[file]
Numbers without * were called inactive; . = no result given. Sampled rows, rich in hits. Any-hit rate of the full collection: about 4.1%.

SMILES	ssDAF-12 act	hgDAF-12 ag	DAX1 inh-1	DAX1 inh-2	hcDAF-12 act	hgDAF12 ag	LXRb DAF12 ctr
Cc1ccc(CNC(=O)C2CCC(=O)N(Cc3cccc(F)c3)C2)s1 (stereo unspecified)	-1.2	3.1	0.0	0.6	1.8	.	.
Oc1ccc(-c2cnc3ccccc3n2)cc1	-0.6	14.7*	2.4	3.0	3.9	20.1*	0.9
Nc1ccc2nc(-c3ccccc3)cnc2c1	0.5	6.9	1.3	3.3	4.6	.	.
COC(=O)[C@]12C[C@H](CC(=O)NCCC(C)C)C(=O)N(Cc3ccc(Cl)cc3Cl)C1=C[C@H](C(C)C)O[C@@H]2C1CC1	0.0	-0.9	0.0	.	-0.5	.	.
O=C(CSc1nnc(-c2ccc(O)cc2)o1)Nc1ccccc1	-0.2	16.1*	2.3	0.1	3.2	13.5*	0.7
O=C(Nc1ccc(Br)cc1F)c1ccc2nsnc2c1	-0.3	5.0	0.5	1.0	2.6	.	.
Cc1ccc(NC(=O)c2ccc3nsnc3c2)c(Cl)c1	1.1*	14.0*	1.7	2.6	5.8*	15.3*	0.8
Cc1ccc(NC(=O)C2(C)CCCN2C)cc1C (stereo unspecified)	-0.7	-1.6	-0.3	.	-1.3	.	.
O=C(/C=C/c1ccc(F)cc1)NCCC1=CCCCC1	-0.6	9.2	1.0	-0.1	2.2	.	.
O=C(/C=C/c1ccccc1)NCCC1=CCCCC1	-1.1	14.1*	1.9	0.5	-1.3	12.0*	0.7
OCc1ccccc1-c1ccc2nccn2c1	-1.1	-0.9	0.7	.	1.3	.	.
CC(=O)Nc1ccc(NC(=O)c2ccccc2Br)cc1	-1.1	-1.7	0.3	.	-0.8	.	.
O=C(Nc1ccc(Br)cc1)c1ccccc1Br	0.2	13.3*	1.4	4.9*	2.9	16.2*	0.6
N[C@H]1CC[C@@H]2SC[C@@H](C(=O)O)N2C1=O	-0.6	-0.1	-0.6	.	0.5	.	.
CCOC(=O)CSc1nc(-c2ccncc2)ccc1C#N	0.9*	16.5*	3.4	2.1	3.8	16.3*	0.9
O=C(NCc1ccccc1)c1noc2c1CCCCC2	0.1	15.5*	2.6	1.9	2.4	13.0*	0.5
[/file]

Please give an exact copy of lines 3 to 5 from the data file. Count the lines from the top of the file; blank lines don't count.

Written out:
Cc1ccc(CNC(=O)C2CCC(=O)N(Cc3cccc(F)c3)C2)s1 (stereo unspecified)	-1.2	3.1	0.0	0.6	1.8	.	.
Oc1ccc(-c2cnc3ccccc3n2)cc1	-0.6	14.7*	2.4	3.0	3.9	20.1*	0.9
Nc1ccc2nc(-c3ccccc3)cnc2c1	0.5	6.9	1.3	3.3	4.6	.	.